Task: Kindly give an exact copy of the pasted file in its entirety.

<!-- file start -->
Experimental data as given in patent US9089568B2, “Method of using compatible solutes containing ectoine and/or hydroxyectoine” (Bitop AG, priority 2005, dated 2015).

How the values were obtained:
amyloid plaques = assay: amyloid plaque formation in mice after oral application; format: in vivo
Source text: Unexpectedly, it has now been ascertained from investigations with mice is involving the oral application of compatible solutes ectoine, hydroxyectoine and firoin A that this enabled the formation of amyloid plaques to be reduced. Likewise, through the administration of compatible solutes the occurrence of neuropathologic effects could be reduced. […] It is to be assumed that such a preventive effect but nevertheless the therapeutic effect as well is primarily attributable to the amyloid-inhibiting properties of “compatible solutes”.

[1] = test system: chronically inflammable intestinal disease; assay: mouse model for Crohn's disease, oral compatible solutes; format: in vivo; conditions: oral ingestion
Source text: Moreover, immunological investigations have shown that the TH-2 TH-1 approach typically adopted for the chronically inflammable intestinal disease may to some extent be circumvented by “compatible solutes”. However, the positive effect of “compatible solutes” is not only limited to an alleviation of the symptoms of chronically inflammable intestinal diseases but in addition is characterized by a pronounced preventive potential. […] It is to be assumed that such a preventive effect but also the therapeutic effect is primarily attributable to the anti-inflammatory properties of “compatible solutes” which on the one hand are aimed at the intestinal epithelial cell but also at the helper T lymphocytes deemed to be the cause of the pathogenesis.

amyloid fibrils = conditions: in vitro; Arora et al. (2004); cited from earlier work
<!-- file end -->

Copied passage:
Experimental data as given in patent US9089568B2, “Method of using compatible solutes containing ectoine and/or hydroxyectoine” (Bitop AG, priority 2005, dated 2015).

How the values were obtained:
amyloid plaques = assay: amyloid plaque formation in mice after oral application; format: in vivo
Source text: Unexpectedly, it has now been ascertained from investigations with mice is involving the oral application of compatible solutes ectoine, hydroxyectoine and firoin A that this enabled the formation of amyloid plaques to be reduced. Likewise, through the administration of compatible solutes the occurrence of neuropathologic effects could be reduced. […] It is to be assumed that such a preventive effect but nevertheless the therapeutic effect as well is primarily attributable to the amyloid-inhibiting properties of “compatible solutes”.

[1] = test system: chronically inflammable intestinal disease; assay: mouse model for Crohn's disease, oral compatible solutes; format: in vivo; conditions: oral ingestion
Source text: Moreover, immunological investigations have shown that the TH-2 TH-1 approach typically adopted for the chronically inflammable intestinal disease may to some extent be circumvented by “compatible solutes”. However, the positive effect of “compatible solutes” is not only limited to an alleviation of the symptoms of chronically inflammable intestinal diseases but in addition is characterized by a pronounced preventive potential. […] It is to be assumed that such a preventive effect but also the therapeutic effect is primarily attributable to the anti-inflammatory properties of “compatible solutes” which on the one hand are aimed at the intestinal epithelial cell but also at the helper T lymphocytes deemed to be the cause of the pathogenesis.

amyloid fibrils = conditions: in vitro; Arora et al. (2004); cited from earlier work